Until this Thursday, Cuba received 3 million foreign visitors, with Canada as its first issuing market, despite a decrease in travelers mainly due to the strengthening of U.S. sanctions and the prohibition of cruise trips from that country to the Caribbean island.
The Cuban Ministry of Tourism (MINTUR) said this Thursday in a statement that the arrival of the three million international travelers “is achieved despite campaigns targeted and directed by the U.S. government to prevent the flow of tourists to our country.”
“It also demonstrates the confidence and recognition achieved by Cuban tourism as a destination that offers safety and hospitality to its visitors,” it underlined.
Cuba expects to close the year with 4.3 million tourists instead of the 5.1 million it had initially estimated, which will have a 10% year-on-year impact on the local tourism and leisure industry, which represents the second source of hard currency income for the country.
Tourism Minister Manuel Marrero explained last July during Parliament’s sessions that the suspension of cruise visits by the Donald Trump administration will affect “more than 560,000 Americans in what remains of the year.”
The new U.S. measures, which since last June prohibit travel by private planes, yachts and cruise ships to the island, make even more difficult the limited visits of Americans to the island, restricted by the embargo that the U.S. has imposed on Cuba since 1962.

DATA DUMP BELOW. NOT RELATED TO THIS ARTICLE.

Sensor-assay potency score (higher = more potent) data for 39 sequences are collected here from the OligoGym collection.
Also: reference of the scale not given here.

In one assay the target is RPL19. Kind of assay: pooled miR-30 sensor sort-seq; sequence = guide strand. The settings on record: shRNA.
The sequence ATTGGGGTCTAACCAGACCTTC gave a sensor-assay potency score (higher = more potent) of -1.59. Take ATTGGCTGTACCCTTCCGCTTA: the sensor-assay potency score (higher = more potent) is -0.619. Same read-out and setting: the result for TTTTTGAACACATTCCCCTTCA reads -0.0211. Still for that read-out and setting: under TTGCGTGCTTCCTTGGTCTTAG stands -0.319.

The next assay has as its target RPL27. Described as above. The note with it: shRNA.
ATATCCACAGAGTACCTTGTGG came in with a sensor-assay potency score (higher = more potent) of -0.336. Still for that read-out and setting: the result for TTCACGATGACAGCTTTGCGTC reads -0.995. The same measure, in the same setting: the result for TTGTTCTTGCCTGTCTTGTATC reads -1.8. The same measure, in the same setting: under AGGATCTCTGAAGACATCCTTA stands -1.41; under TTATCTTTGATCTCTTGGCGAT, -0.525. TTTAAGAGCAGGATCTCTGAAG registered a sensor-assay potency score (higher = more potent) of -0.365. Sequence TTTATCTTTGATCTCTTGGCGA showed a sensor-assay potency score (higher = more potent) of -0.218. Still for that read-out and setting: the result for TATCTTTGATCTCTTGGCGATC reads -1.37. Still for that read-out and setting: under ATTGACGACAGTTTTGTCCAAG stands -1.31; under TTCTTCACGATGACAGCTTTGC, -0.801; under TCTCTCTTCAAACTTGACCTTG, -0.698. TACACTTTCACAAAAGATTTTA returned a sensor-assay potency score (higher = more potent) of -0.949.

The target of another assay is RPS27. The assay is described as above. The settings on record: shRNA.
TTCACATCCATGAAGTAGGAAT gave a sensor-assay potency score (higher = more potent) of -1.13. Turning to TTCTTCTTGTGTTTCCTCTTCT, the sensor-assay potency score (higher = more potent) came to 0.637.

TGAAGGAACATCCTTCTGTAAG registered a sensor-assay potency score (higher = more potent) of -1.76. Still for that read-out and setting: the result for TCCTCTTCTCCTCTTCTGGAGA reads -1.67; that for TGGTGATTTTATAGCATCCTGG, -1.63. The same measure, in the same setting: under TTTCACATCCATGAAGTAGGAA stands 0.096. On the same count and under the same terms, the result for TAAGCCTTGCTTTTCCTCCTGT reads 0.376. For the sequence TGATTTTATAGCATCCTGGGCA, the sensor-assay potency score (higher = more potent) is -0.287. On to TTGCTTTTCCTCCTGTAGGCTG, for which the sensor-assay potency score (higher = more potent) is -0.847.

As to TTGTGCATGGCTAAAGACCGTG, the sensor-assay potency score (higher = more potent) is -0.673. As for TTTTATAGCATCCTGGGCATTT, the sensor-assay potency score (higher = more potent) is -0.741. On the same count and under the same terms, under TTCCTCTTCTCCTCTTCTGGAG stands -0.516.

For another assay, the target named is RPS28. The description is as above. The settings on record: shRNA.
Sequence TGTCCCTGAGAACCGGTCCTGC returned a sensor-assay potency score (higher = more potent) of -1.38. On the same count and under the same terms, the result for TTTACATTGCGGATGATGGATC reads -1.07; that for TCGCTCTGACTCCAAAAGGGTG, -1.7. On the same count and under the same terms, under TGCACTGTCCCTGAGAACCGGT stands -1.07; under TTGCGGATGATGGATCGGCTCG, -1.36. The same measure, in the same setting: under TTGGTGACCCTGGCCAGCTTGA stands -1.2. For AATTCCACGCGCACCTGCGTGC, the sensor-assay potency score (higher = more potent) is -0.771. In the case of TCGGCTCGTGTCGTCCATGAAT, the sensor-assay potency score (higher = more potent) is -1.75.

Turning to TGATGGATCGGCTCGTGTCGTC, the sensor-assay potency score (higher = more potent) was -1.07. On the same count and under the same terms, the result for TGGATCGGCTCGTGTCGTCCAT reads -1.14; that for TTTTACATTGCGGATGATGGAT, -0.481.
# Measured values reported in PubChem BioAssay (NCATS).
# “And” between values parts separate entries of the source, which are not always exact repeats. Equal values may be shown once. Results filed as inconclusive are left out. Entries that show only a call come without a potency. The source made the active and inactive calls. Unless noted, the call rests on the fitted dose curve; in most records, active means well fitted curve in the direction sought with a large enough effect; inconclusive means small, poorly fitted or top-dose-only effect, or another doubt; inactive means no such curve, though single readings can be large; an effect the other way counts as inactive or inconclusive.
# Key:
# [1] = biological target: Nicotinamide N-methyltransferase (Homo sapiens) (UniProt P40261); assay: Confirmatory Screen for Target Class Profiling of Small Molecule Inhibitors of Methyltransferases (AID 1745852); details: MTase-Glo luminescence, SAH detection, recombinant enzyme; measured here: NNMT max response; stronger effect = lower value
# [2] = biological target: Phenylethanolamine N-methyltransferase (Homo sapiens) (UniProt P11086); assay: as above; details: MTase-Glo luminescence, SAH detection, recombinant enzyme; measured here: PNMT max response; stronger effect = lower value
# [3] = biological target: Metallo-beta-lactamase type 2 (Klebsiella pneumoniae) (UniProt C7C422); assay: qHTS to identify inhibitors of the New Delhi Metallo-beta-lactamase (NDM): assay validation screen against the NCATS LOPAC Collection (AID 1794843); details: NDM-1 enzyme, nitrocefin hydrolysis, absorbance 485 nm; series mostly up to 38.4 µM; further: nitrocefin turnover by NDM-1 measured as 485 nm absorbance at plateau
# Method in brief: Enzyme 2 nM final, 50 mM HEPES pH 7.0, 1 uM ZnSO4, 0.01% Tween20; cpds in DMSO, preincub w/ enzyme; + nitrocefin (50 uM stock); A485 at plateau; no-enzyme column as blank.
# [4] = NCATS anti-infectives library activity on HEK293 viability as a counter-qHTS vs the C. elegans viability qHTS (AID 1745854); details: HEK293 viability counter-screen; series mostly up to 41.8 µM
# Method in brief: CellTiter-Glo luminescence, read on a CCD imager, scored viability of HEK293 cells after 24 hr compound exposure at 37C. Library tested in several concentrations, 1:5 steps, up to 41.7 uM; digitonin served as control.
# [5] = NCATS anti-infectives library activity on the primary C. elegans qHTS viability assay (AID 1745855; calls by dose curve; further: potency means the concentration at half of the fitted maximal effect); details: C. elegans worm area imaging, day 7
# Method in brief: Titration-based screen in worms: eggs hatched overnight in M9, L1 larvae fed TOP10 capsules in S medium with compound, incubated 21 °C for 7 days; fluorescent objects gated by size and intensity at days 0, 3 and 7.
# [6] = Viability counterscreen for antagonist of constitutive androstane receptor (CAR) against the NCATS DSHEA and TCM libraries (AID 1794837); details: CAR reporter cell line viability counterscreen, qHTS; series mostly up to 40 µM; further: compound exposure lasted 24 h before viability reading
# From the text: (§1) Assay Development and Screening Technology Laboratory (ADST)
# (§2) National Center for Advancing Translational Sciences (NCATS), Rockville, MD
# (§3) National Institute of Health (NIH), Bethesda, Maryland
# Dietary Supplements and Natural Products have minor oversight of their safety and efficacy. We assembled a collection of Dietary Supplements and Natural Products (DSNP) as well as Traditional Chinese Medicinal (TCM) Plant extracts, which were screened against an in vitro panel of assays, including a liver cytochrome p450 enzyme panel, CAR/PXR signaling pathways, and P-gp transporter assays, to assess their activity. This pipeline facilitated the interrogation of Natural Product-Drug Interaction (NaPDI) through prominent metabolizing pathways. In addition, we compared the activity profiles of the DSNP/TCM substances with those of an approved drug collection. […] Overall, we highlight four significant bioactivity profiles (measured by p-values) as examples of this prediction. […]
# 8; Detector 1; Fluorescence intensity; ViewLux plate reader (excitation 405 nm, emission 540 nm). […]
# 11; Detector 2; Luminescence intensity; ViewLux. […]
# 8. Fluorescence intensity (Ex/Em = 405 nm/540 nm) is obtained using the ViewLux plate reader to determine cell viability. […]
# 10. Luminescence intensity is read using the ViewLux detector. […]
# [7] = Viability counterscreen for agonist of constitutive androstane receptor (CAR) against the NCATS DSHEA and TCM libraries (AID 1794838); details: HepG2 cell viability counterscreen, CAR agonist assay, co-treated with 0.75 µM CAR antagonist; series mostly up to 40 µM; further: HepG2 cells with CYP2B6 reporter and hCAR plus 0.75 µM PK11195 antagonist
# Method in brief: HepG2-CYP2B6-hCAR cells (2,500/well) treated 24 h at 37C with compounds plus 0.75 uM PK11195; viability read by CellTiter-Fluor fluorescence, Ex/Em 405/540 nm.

The MINTUR note said this Thursday that Canada remains as the main tourism-issuing market for the island followed by European markets.
It also highlighted Russia as “the market with the highest growth rate” and with a “development perspective for the coming seasons” of tourism on the island.
In 2018, Cuba received around 137,000 visitors from Russia and so far this year this market has grown 40.3 percent, according to official data.
“Once again our country is ratified as a Caribbean destination for its nature, heritage, culture, safety and its people’s hospitality,” said MINTUR.
The Cuban tourism authorities have expressed their objective of betting on the modality of event tourism and making Havana, which this year is celebrating its 500 years and receives more than 50% of the visitors who arrive to the island, a hub for international meetings.
Tourism, one of the activities that represents the most income to the fragile Cuban economy, comes in second after the sale of professional services abroad by contributing 10 percent to the Gross Domestic Product (GDP), generating half a million jobs and also investments in the sector.
The initial official forecasts of 5.1 million foreign tourists in 2019 for the first time had estimated an income of 3 billion dollars.